National Interest Exceptions to Entry of Immigrants and Non-Immigrants

Published On
Aug 14, 2020
Read Time
4 Minutes
OnBlick Inc

We are aware of the Presidential Proclamation (P.P. 10052) that was signed by Trump has suspended the entry and issuance of non-immigrant visas for applicants of H-1B, H-2B, L-1, and certain J-1 visas. This proclamation was signed with the motive of protecting the U.S. labor market during the economic recovery following the corona pandemic.

As outlined in our previous post, this Proclamation 10052 would only apply to those who were:

This has a devastating impact on non-immigrant visa holders as well as certain immigrants. Many non-immigrants who had exited the country to renew their H-1B or L-1 visas are stuck up outside the country.

Department of State Clarifies Criteria for National Interest Exception

On August 12, 2020, the US Department of State (DOS) has now issued new guidance clarifying how applicants subject to the visa suspension may qualify for a National Interest Exception (NIE). This is specifically to those applying for an H-1B or L-1 visa who will resume their work in the US in the same position, with the same employer, and visa classification.

Exceptions under P.P. 10052 for certain travel in the national interest by non-immigrants may include the following:

H-1B applicants:

  1. The US Employer has a continuing need for the position demonstrated by when the LCA was approved during or after July 2020, OR, where an LCA is approved before July 2020 the consular officer must be able to determine the continued need of the applicant. HOWEVER, if it is evident the applicant can perform the essential functions of the role remotely, this criterion cannot be met.
  2. The applicant’s proposed job duties or position within the petitioning company indicate the individual will provide significant and unique contributions to an employer meeting a critical infrastructure need. However, employment in a critical infrastructure sector alone is not sufficient; the applicant also needs to hold one of the following positions:

    a) Senior level placement within the petitioning organization or job duties reflecting performance of functions that are both unique and vital to the management and success of the overall business enterprise; OR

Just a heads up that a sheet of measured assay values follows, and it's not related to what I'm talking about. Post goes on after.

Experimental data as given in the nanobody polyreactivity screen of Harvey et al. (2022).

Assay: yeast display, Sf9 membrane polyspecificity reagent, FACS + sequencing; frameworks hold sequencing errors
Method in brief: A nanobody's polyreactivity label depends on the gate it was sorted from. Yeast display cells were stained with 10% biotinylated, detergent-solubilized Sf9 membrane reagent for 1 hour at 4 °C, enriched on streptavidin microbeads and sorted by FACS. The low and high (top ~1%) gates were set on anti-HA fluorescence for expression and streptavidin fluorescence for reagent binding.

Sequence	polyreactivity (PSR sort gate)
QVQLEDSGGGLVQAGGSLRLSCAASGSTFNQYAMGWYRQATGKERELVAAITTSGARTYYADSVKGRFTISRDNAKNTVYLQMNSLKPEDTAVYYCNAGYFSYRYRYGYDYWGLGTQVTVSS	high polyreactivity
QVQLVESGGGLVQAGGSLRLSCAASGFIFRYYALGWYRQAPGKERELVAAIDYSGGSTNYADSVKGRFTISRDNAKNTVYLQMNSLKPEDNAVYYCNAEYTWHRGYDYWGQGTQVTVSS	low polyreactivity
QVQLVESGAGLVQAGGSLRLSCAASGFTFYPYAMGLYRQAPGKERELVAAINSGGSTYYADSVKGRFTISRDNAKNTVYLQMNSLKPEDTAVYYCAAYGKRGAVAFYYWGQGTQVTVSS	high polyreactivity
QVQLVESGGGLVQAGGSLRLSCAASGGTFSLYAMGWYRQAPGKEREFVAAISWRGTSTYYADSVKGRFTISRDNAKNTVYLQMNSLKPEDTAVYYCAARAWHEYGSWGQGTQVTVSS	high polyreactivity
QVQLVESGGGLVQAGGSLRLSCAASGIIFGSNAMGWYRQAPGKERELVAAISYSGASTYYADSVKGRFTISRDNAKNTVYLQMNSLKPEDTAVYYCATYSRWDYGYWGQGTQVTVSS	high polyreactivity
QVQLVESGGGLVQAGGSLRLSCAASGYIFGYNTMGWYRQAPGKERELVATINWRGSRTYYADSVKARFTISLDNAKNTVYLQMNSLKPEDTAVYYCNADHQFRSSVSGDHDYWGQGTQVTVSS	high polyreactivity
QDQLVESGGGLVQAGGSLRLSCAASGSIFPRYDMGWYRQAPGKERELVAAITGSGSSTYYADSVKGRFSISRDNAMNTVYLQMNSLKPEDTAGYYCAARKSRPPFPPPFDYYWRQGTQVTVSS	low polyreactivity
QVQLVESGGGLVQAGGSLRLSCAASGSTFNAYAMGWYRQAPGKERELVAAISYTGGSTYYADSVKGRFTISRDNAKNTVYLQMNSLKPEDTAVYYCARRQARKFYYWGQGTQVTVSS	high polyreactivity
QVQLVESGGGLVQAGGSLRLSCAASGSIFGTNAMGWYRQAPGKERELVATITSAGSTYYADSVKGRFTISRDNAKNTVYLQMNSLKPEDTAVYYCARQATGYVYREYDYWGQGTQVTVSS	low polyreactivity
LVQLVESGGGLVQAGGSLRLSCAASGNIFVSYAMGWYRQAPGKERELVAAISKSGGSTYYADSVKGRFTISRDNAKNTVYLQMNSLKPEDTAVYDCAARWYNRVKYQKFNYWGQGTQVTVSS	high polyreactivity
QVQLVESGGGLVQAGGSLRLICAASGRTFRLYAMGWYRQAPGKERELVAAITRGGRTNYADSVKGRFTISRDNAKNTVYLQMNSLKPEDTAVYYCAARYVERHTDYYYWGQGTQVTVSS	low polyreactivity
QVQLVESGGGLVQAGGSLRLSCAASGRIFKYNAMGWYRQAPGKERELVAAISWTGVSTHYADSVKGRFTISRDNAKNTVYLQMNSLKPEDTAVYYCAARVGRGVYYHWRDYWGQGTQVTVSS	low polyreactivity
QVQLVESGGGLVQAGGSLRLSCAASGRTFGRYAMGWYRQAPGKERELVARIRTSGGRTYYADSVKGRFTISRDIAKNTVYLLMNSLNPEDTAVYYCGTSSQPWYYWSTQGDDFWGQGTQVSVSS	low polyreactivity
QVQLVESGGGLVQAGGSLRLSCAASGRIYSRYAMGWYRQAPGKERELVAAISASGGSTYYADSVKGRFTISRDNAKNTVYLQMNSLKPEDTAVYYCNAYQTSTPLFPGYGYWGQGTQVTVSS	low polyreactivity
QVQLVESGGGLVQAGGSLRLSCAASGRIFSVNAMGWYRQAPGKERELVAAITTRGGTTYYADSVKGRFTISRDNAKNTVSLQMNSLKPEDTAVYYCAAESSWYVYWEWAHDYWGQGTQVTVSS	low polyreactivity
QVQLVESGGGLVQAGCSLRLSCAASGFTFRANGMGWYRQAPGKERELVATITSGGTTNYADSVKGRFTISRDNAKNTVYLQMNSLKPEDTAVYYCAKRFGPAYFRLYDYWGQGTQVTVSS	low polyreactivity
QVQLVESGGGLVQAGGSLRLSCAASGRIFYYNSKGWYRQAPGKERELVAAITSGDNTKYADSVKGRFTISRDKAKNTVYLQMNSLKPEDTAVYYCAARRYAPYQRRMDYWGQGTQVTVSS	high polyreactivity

b) The applicant’s proposed job duties and specialized qualifications indicate the individual will provide significant and unique contributions to the petitioning company.
  3. The wage rate paid to the H-1B applicant meaningfully exceeds the prevailing wage rate by at least 15%.
  4. The H-1B applicant’s education, training, and/or experience demonstrate unusual expertise in the specialty occupation in which the applicant will be employed.
  5. Denial of the visa will cause financial hardship to the US employer, such as an inability to meet financial or contractual obligations, or an impediment preventing a return to the employer’s pre-COVID 19 level of operations.

Similar exceptions are applicable to H-2B, L-1, or J-1 applicants as well. Applicants who are subject to any of these Proclamations, but who believe they may qualify for a national interest exception or other exception, should follow the instructions on the nearest U.S. Embassy or Consulate’s website regarding procedures necessary to request an emergency appointment and should provide specific details as to why they believe they may qualify for an exception. However, travel bans impacting travel from China, Iran, the Schengen Area, UK and Ireland, and Brazil within 14 days of entry to the US are still in effect.For the moment there is no exception for those seeking a new H-1B visa. However, many hope that this will bring about a change in immigration reforms that have shattered the world of many, post the pandemic.

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